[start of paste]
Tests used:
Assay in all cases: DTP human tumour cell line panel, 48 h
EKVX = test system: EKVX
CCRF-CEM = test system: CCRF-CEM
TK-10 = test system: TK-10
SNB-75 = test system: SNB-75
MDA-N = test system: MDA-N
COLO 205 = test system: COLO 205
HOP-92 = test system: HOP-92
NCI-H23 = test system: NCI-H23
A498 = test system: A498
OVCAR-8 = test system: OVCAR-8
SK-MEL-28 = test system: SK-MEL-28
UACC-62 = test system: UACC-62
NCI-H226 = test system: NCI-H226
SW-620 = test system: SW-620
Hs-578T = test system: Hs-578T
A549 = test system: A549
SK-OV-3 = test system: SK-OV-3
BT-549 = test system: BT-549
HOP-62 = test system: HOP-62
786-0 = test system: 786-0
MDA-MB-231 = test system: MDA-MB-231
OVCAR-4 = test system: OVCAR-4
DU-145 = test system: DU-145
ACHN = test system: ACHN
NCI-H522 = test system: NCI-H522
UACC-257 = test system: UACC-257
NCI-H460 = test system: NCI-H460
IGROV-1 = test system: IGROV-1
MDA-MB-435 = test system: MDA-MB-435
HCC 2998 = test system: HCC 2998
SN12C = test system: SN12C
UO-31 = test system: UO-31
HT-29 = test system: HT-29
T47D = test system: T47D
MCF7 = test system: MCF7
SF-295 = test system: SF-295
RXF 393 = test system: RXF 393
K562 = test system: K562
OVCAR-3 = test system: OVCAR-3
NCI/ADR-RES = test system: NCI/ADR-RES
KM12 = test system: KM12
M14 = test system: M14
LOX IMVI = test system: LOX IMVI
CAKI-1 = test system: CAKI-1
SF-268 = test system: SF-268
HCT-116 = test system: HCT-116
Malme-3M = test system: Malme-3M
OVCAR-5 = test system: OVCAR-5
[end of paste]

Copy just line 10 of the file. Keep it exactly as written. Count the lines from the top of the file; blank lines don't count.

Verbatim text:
NCI-H23 = test system: NCI-H23